Name: Duarte Barbosa
Contact/Email: duartebarbosa [AT] gmail [DOT] com, I'm pretty much always available there or on gtalk but I can take the dust of my ancient IRC knowledge if needed.
Background: I'm currently pursuing Masters majoring in Distributed Systems and minoring in Embedded ones. I've very nice skills with C and I'm pretty much used to read weird code. I speak fluent Java and I can script lots of stuff. I did some research with real-time linux kernel at INESC-ID and I've some experience with sysV-init files in order to reduce boot times although it may not be useful for this case. I'm nowhere the best person to work on this project but you can surely count on me and my passion.
Project title: SysV-init file creator from systemd service files
Project details: SysV-init is the de facto init system of any GNU/Linux system. It was conceived when multi-processing was future tech and it lacks many features which turn it pretty much obsolete. My objective is to conceive a tool which turns a bit easier the migration away from SysV init in a smooth way to systemd. Maintainers have a quite difficult time supplying both sysV-init scripts and systemd service files. This way, they would keep an (updated) systemd file and be able to supply in an automated way an "equivalent" sysV-init file which would be much less error-prone. My master thesis theme will be about system loaders so this is a nice beginning and obviously of my direct interest.
Synopsis: Tool to create SysV-init files from standard systemd service files.
Benefits to Debian: Right now, there are various distros shipping with systemd enabled by default. However, most of them don't provide a near as stable environment as Debian does. That's the reason it powers lots of old machines that can't crash. But we can't live on the past so this tool would provide a clean way to migrate more easily to systemd providing only a single file to maintain.
Deliverables: Application which creates SysV-init files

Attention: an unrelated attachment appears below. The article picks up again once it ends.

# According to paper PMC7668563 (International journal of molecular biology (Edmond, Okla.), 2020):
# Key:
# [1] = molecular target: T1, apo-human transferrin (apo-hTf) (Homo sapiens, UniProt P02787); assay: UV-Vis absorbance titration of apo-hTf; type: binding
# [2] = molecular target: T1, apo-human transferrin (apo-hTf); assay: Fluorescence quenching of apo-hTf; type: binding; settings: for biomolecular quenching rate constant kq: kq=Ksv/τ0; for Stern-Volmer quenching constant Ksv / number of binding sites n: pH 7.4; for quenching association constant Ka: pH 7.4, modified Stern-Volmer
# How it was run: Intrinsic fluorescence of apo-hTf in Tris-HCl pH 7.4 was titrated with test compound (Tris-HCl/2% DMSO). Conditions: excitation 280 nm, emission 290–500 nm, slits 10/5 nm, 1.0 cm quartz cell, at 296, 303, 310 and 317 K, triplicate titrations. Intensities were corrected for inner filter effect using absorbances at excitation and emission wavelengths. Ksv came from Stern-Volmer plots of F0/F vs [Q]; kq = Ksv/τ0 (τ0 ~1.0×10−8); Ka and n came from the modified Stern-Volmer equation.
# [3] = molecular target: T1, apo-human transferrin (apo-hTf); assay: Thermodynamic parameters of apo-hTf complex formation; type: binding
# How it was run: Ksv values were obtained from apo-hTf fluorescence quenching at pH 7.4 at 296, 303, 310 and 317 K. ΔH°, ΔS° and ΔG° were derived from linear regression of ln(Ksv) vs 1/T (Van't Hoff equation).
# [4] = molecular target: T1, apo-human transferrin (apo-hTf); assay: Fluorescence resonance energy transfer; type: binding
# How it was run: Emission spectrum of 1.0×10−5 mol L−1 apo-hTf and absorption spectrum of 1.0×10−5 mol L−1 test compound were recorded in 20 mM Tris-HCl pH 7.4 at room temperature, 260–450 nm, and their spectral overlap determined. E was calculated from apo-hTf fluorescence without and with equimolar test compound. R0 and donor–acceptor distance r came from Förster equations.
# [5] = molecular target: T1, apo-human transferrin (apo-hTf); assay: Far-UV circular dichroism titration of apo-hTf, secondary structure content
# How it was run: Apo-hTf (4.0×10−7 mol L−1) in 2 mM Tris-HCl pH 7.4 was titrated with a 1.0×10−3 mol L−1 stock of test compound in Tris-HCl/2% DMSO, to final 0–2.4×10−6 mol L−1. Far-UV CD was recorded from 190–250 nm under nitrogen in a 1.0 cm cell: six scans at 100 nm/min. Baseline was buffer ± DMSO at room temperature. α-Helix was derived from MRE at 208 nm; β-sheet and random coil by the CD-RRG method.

Project schedule: I believe this project will take some extra and unpredictable time due to constant systemd development. However, I can provide a simple schedule:
- 1. First 3 weeks - Design of the architecture of the application and study of both sysV and systemd.
- 2. One month - Implementation (I tend to always answer this with C, but maybe python is a better alternative)
- 3. Rest of the time - Debug. Although it may seem pretty straigh forward, I'm used to take more than the expected time on this phase. As this is supposed to have quality and be free of hacks I'll be devoting extra effort to this.
Exams and other commitments: I'll have exams on the first three weeks of June but with sparse dates. Although I expect to lower my productivity, I do think it won't be for much as the exams are pretty much far between.
Other summer plans: No... but I do plan to get out to see the sun (somedays).
Why Debian?: Since I started my academic life, I've been married with Debian. Started with a friendly derivative (Ubuntu) but soon I though that it was too bloated and not so developer-friendly as I had imagined and having previous experience (although short ones) with others distros, ok let's get Debian! Never looked back since then. I owe a lot to all the Debian team and the Free-Software. This is my (not the absolute first, but the absolute important first) contribution to the community which as welcomed me in such a lovely way.
Are you applying for other projects in SoC? At the moment, no. Will update this page if so.